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Anonymous
Anonymous asked in Science & MathematicsMathematics · 1 decade ago

Calculate the volume that each of the following samples of gas would occupy at STP?

0.25moles 0.5 moles 1 mole 2.5 moles

i dont understand this can you please help me?? thanks XD

Update:

0.25 moles o2 0.5 moles H2 1 mole N2 2.5 moles CO2

4 Answers

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  • 1 decade ago
    Favorite Answer

    at STP, 1 mole of gas= 22.4 liters

    use dimensional analysis.

    ..................22.4 liters

    .25moles x -------------- = 5.6 liters

    ...................1 mole

    .25 moles = 5.6 liters

    .5 moles = 11.2 liters

    1 mole = 22.4 liters

    2.5 moles =56 liters

  • Anonymous
    1 decade ago

    The answers are:

    (1) 5.68 L

    (2) 11.4 L

    (3) 22.7 L

    (4) 56.8 L

    However, to actually find these values for yourself, you'll use the Ideal Gas Law, then solve it for Volume before you actually start putting in values.

    Law: PV = nRT. Solve.

    V = nRT/P

    This means --

    V = Volume in liters

    n = Number of moles

    R = Universal Gas Constant [ 0.0820574587 L-atm/ (K-mol) ]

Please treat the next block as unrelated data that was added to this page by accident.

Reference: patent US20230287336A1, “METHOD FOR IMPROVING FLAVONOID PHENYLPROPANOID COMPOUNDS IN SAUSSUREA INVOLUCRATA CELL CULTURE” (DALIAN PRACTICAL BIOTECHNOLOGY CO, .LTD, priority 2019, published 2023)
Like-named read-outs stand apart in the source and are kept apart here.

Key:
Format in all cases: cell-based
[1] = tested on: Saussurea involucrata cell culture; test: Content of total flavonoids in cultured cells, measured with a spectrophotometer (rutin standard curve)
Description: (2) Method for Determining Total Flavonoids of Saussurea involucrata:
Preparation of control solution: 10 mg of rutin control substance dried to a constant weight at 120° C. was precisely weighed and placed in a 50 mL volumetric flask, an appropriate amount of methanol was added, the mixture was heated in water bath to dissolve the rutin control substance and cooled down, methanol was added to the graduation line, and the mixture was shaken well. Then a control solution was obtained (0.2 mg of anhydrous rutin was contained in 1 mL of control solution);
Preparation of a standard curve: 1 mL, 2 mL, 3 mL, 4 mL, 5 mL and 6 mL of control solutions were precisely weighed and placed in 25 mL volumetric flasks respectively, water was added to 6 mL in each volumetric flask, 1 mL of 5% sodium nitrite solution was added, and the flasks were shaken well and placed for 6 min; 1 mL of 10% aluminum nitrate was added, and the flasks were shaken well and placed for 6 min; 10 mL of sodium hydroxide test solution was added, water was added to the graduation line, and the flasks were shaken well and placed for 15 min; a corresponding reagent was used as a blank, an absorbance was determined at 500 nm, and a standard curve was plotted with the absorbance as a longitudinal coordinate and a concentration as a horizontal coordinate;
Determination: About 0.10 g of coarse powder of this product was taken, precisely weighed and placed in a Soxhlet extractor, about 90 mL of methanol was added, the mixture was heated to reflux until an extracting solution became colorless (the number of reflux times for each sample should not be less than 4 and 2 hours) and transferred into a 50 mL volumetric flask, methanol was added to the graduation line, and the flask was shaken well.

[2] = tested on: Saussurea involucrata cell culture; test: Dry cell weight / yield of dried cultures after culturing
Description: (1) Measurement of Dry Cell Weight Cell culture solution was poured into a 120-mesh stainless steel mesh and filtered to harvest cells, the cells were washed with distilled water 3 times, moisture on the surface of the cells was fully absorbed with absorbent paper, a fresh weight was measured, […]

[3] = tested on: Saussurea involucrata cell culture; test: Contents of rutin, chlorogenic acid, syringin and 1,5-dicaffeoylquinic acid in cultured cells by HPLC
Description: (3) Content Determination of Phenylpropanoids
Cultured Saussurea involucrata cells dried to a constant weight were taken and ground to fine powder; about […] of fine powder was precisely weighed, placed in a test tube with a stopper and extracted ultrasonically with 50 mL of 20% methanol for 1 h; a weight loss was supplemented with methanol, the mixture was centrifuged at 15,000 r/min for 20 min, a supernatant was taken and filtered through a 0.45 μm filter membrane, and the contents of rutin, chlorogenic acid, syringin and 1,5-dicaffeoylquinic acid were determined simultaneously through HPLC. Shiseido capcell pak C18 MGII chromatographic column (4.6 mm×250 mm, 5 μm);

T = Temperature in Kelvin (273.15 K)

    P = Pressure in atmospheres (0.986 atm)

    T & P given above are from current IUPAC standard STP.

    Situation (1)

    n = 0.25 mol

    V = nRT/P

    V = { (0.25 mol) * [ 0.0820574587 L-atm/ (K-mol) ] * (273.15 K) } / (0.986 atm)

    V = { ( 5.603 L-atm ) / (0.986 atm) }

    V = 5.68 L

    Situation (2)

    n = 0.5 mol

    V = nRT/P

    V = { (0.5 mol) * [ 0.0820574587 L-atm/ (K-mol) ] * (273.15 K) } / (0.986 atm)

    V = { (11.21 L-tm) / (0.986 atm) }

    V = 11.4 L

    Situation (3)

    n = 1.0 mol

    V = nRT/P

    V = { (1.0 mol) * [ 0.0820574587 L-atm/ (K-mol) ] * (273.15 K) } / (0.986 atm)

    V = { (22.41 L-atm) / (0.986 atm) }

    V = 22.7 L

    Situation (4)

    n = 2.5 mol

    V = nRT/P

    V = { (2.5 mol) * [ 0.0820574587 L-atm/ (K-mol) ] * (273.15 K) } / (0.986 atm)

    V = { (56.035 L-atm) / (0.986 atm) }

    V = 56.8 L

  • ?
    Lv 4
    4 years ago

    If the compound is certainly CCl4 (with lowercase 'L' ), the IUPAC call for this organic and organic compound is "tetrachloromethane". yet in addition bear in mind that this compound is "regularly" talked approximately as as "carbon tetrachloride". So until now you enter your answer be certain if the question is soliciting for the same old "IUPAC call" (IUPAC nomenclature is the same old naming convention in chemistry) or in basic terms the "project-loose" call.

  • 1 decade ago

    this is a chemistry question

    first what gases are they we nees to know if it if oxygen nitrigen or any other gass

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